A Slammed Door Reopens at A Doll’s House 2 – Whose Side Are You On?

Street Theatre
A Doll’s House 2 Director Caroline Stacey, actor PJ Williams and BMA writer Jessica Conway

Jessica Conway

Let me tell you a story about a woman who desperately needed a new start, away from her husband, three children, obligatory role of a house-wife and all of society’s expectations. Nora needed it, so she took it, thus concluding Henrik Ibsen’s original play A Doll’s House (there is more to the plot than this, of course, but this is all you really need to know).

Now, in Lucas Hnath’s Broadway hit A Doll’s House Part 2, Nora is back, and the reaction is… mixed.

This BMA writer happily sipped lattes at The Street Theatre café (top coffee, by the way) and chatted the ins and outs of these love-to-hate-to-relate-to characters with actor PJ Williams, set to play Nora’s on-stage husband, and ADH2’s Director Caroline Stacey.

“For Nora, leaving was the only option she could see,” said PJ of Nora’s initial decision to pull up stumps from a repressive 1890s setting.

Caroline nodded her agreement, “Nora was morally and ethically compromised on many, many levels, so there was a need to address that as much as a need for self-actualisation. She had to go.”

Now fast-forward a decade and a half, and the disruptor returns to the site of the disruption, opening the door to questions like why did she leave, and why the hell is she back now? Oh my, there are going to be some harsh words and emotions laid bare (and to be stomped all over)!

The play is primarily a drama, centred on family relationships, expectations and what happens when one puts their needs above the rest.

“It asks what does a woman owe herself? What does she owe her family? And what does she owe the world?” Caroline expanded.

The original A Doll’s House was written in 1879 and set in a Norweigan town, yet still holds much gravity and relevance today.

“The original was hugely controversial in that she walked out at the end,” PJ said.

Nodding in agreement, Caroline continued, “a mother leaving her children, that’s a big deal – women are simply not allowed to do that… It’s funny how much things haven’t changed in many ways.”

True to the timeline, this sequel is set 15 years in 1894. However, it was written in 2017 with Hnath’s contemporary dialogue keeping it fresh, engaging and relevant.

PJ described playing the role of Torvald, Nora’s husband, and father to their two boys and sassy daughter Emmy as a ‘gift’.

“I’ve been separated, just about every male I know has been separated or divorced or has remarried, and we’ve all been through that process.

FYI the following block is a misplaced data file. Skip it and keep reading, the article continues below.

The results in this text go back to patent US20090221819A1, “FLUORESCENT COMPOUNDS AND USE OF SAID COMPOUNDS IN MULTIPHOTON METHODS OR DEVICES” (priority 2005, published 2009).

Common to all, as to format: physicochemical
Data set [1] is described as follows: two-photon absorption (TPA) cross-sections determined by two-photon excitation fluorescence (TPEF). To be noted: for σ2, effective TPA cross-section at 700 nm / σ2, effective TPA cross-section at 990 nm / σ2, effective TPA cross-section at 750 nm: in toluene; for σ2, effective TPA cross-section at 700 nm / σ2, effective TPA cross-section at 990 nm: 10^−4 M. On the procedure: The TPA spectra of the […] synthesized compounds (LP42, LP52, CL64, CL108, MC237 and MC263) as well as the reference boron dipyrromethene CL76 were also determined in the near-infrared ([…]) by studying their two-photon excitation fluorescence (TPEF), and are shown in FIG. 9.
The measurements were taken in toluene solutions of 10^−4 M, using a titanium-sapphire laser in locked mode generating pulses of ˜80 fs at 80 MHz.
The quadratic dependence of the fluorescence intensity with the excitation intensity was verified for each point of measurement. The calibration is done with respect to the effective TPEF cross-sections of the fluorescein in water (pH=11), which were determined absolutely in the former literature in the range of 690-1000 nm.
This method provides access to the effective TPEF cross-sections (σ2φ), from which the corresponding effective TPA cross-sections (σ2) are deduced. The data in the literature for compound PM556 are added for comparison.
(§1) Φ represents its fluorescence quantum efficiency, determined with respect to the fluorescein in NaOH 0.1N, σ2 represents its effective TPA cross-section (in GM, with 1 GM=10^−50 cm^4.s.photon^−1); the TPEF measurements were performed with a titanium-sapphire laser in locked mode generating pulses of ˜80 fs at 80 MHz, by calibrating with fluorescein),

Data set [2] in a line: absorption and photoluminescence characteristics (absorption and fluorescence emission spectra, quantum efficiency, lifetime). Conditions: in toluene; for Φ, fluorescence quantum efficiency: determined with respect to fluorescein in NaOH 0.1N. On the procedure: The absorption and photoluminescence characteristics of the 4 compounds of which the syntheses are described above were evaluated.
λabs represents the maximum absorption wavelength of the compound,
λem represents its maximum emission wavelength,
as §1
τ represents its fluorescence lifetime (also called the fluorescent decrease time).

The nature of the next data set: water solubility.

“Torvald is somebody who has been closed off and shut down, and the lid comes off. He is forced to respond and address his perception of what happened versus hers and see if there is somewhere between those two places they can agree.”

If this all sounds more emotionally gut-wrenching than the first time you saw Titanic (or the last time you watched The Lion King), fear not!

“It’s not a turgid drama,” PJ commented. “It’s very funny. It’s like WWE meets period drama, there’s an opinion behind every person and its battled out on the floor.”

Caroline quipped it’s not unlike watching the ultimate footy grand final when you find yourself barracking for the other team.

Quick to add to the metaphor, PJ said: “Ultimately, it doesn’t matter who wins, it was a good match! The contest here is the thing. Each of the characters have their moments. But at the end of it all, who wins or who doesn’t becomes irrelevant.”

In [Quiz:]

A yes answer = 1, a no answer = 0

  1. Are you in a relationship?
  2. Do you believe in monogamy?
  3. Have you ever broken up with someone?
  4. Have you ever been dumped?
  5. Do you support gender equality?
  6. Do you think you can grow with someone?
  7. Have you ever backed the underdog?
  8. Do you enjoy moral and ethical dilemmas?
  9. Do you like to be emotionally vexed?

Your score: ___

If you scored over 5:
This show is for you – you’re likely to see yourself and those you know in multiple characters

If you scored 5 or below:
This show is also for you – you might just learn a thing or two about love, life. and consequences

A Doll’s House Part 2 by Lucas Hnath is on at The Street Theatre from 14 – 23 June. Tickets range from $30-$55 and are available from http://www.thestreet.org.au/shows/dolls-house-part-2-lucas-hnath

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